Welcome to our home! I hope you like it here. I know this is a very exciting time for you. New smells, new people, new places to explore... I'm sure it can be a bit overwhelming. I'm going to be honest with you, I was a little nervous, too. With only a picture from the county shelter website and a brief introduction in the meeting area, we were really relying on first impressions and gut instinct. We don't know how you landed in doggie prison, other than you were wandering around in the wrong place at the wrong time. We posted your bail, paid for your spay, and promised we will take care of you for the rest of your life. By the way, we think you are about one or two years old so we're expecting to spend many years with you.
|Doing hard time in the Big House|
|Bustin' out of the slammer|
To make this transition easier for both you and the rest of the group, I thought I'd give you a heads up on the house rules.
1. Play with your human sisters. I know they are loud and run around like monkeys on crack, but they are good kids. They like to throw the tennis ball down the hall. Please play along and grab it. You'll get bonus points if you bring it back to them. Every once in a while, be sure to give them a lick. They love that stuff. I see that you've already claimed my youngest daughter as your favorite. My heart melted when you laid beside her when she had a little stomach virus this weekend and refused to leave her side. Good girl. You're a good girl.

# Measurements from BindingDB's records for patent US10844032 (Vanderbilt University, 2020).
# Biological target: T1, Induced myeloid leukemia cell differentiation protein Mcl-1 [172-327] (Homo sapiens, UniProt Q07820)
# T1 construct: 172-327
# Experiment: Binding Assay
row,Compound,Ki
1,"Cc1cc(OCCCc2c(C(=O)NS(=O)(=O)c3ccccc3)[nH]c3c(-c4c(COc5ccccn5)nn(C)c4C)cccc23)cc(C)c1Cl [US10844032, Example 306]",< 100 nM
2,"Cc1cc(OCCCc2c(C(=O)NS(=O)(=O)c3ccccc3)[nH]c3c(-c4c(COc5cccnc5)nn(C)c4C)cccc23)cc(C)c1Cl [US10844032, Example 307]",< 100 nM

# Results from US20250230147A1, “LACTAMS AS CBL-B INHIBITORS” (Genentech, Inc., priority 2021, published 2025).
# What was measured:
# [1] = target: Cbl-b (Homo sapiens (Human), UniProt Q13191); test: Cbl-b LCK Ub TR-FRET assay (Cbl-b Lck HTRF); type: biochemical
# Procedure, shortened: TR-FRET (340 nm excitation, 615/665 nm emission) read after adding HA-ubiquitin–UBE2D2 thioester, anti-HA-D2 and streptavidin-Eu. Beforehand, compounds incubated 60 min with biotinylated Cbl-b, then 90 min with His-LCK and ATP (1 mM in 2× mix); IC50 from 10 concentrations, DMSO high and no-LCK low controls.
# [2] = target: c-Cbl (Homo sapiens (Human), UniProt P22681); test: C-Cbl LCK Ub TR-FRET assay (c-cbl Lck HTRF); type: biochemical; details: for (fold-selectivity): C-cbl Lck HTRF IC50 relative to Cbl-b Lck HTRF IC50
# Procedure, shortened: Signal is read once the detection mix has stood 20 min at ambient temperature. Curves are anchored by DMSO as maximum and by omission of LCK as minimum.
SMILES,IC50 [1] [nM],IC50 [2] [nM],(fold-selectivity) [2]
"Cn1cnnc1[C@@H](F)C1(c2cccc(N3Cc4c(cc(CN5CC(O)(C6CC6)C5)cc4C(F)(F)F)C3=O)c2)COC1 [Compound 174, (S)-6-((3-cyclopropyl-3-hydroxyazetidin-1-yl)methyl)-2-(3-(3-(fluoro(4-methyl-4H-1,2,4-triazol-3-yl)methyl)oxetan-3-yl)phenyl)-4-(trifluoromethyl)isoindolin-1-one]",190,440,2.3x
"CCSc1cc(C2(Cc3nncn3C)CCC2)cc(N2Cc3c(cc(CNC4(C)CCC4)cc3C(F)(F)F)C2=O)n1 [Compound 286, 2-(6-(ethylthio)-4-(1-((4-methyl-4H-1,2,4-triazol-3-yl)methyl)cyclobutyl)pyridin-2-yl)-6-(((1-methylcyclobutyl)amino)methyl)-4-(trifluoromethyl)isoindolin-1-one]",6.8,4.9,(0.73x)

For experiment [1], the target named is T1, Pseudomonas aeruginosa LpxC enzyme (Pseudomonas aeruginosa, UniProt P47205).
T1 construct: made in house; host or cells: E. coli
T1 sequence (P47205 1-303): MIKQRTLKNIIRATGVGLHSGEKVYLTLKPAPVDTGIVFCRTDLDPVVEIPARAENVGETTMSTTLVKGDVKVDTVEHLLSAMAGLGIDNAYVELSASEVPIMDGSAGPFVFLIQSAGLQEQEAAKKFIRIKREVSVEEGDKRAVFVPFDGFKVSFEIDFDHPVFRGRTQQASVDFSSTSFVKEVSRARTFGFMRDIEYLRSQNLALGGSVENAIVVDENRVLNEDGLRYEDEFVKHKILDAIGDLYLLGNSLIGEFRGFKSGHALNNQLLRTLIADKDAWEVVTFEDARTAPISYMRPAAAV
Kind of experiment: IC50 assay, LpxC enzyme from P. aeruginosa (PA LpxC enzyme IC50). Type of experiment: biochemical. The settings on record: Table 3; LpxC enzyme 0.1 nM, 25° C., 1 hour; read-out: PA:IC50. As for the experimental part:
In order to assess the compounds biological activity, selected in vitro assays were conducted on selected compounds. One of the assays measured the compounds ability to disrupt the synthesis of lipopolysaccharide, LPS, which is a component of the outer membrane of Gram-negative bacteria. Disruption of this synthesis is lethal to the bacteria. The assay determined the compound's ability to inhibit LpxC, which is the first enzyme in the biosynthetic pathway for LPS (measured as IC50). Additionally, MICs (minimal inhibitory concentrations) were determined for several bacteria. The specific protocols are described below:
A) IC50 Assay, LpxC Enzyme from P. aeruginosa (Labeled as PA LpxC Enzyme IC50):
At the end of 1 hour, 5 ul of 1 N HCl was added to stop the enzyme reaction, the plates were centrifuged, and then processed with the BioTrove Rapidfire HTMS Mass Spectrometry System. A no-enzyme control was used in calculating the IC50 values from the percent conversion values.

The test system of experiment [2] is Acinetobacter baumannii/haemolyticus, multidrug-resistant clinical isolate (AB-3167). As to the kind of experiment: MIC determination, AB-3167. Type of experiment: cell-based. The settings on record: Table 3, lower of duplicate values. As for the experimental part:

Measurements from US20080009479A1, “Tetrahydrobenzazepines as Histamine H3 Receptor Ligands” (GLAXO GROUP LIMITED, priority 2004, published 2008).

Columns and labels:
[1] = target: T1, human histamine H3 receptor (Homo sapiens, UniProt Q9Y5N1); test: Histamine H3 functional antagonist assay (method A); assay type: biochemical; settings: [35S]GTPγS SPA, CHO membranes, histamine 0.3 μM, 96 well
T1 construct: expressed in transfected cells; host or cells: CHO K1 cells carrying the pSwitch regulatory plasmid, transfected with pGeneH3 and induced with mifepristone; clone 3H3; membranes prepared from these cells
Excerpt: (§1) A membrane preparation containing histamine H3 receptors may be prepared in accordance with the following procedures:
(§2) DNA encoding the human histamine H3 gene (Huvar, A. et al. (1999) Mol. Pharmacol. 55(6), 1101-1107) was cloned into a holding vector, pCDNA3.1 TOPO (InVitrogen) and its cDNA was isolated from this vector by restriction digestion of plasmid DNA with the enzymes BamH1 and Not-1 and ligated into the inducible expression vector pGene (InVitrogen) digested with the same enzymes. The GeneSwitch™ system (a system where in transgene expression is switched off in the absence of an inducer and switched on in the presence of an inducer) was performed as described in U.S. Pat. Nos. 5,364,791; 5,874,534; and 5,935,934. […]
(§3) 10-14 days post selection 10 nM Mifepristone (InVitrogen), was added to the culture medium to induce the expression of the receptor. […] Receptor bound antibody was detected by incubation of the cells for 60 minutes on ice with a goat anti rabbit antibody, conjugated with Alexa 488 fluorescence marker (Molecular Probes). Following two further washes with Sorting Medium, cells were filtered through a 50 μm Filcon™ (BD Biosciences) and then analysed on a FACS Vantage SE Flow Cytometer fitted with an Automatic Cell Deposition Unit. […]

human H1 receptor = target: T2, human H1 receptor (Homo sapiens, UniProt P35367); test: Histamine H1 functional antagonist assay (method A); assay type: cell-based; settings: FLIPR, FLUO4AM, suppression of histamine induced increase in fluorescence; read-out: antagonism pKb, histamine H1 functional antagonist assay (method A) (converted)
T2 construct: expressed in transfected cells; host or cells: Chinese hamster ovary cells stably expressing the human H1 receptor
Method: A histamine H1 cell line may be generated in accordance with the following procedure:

2. I know you have a bad hind leg. We see the scars and the x-ray confirms you have pretty severe arthritis in your knee. They think you might have suffered blunt force trauma there at one point in your young age. Please be patent with us as we try to manage your pain and make the best decision as to how to make it better. The vet said we have a few options, but it's pretty much guaranteed that we'll have to amputate your hind leg when you get older. I know it sounds horrible, but you're already learning to not use that leg as much and I think you would really rock the tripod look. Whatever we have to do, we'll always place your comfort and quality of life as top priority. For now, we'll try the other options and see how that works for you.
3. With that being said, it looks like the couch and the end of our bed are off limits to you. I don't think it's a good idea for you to try to climb up on or off of those high places. Please don't think that because your older fur sister, Bailey Grace, sprawls out like a pampered princess on our furniture that she is the golden child. We love you both equally. Feel free to sleep in any room you wish. I'll move your bed around for you.
4. As soon as the staples from your spay are removed and we can take off "The Cone of Shame," be prepared for a really thorough bath. You still smell like prison. I want to wash the past out of your fur. Bailey loves baths and loves being toweled off even more. I hope you feel the same. If not, I'll be quick and avoid getting water in your eyes.
|I pulled at my stitches. Now I wear the "Cone of Shame."|